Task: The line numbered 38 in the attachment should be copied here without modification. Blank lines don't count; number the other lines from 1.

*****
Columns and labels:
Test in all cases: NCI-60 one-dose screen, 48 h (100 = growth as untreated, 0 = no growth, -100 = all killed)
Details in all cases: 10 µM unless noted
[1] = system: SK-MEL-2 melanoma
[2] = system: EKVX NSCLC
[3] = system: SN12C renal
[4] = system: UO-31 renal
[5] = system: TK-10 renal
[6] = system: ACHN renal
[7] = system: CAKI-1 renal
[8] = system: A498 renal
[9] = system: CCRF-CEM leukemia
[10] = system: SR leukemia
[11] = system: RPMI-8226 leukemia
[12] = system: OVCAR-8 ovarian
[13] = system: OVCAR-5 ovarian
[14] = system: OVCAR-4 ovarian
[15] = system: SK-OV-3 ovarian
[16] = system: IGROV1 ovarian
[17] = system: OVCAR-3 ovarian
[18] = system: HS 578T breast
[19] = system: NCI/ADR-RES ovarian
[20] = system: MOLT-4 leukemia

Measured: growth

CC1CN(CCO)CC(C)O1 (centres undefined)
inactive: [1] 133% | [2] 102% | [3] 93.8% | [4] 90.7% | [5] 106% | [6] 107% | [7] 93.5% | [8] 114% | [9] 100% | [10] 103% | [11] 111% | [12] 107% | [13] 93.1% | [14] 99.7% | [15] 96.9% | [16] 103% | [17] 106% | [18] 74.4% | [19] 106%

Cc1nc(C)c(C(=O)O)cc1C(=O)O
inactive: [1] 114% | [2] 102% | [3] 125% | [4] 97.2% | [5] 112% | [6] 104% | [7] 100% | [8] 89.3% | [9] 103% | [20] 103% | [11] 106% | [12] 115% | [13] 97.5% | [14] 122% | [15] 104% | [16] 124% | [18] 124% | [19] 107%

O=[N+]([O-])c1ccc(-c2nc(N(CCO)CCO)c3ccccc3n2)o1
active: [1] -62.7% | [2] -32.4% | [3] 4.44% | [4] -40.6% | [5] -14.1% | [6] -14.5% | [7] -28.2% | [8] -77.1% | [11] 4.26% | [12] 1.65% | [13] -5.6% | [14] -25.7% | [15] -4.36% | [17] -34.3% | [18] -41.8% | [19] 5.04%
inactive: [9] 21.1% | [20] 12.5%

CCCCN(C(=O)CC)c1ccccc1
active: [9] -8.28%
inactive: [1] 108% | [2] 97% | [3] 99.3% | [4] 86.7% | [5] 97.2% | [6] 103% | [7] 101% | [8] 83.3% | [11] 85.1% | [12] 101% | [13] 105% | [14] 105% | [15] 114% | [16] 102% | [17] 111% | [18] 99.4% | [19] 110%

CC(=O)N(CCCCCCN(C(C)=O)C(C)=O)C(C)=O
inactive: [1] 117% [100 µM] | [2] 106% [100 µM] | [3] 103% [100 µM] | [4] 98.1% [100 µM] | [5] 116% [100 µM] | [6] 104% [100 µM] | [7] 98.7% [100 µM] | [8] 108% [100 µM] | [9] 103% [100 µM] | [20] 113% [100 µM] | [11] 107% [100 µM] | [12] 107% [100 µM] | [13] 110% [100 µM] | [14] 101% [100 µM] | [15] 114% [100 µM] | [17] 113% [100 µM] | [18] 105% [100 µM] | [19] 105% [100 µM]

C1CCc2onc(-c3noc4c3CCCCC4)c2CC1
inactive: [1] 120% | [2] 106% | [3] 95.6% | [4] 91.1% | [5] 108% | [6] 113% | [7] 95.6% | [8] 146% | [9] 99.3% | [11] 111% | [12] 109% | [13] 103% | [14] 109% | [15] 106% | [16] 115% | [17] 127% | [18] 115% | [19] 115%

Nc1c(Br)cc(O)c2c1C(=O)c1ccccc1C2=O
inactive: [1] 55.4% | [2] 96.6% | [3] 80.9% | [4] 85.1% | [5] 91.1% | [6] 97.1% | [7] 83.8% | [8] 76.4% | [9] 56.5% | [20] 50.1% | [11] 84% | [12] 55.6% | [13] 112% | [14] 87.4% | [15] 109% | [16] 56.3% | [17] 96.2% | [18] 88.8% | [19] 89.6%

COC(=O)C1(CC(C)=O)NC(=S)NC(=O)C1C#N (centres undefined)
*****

inactive: [1] 120% | [2] 106% | [3] 95.6% | [4] 91.1% | [5] 108% | [6] 113% | [7] 95.6% | [8] 146% | [9] 99.3% | [11] 111% | [12] 109% | [13] 103% | [14] 109% | [15] 106% | [16] 115% | [17] 127% | [18] 115% | [19] 115%